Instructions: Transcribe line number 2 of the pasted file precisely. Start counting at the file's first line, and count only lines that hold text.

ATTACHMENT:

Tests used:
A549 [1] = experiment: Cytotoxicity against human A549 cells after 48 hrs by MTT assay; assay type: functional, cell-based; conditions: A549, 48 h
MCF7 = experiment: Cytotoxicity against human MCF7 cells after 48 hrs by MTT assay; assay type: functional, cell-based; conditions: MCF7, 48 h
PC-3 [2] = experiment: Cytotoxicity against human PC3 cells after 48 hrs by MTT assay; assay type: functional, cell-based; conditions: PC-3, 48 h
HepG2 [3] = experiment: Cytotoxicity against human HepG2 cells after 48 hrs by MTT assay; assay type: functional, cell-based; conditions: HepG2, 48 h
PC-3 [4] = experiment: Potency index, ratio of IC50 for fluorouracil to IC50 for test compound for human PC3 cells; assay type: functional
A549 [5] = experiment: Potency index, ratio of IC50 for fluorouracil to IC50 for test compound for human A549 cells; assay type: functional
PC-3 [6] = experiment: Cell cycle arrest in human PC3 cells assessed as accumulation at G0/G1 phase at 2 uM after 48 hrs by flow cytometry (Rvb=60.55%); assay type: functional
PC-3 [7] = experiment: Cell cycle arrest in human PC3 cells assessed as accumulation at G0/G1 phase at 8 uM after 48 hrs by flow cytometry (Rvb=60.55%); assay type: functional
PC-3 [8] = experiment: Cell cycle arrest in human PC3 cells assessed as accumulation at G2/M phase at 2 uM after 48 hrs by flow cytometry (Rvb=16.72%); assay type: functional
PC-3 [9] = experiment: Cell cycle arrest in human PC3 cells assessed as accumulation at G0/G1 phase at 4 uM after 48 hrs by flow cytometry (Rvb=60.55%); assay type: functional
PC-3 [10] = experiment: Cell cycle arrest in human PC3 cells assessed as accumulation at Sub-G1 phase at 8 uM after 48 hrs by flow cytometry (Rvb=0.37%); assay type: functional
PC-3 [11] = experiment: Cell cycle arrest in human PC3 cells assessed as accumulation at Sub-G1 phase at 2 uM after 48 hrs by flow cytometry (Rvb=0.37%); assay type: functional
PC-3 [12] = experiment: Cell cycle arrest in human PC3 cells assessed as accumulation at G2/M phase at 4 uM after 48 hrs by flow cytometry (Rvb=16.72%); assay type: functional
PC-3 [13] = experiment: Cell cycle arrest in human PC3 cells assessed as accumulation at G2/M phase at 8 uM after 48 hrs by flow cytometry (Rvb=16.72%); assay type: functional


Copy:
A549 [1] = experiment: Cytotoxicity against human A549 cells after 48 hrs by MTT assay; assay type: functional, cell-based; conditions: A549, 48 h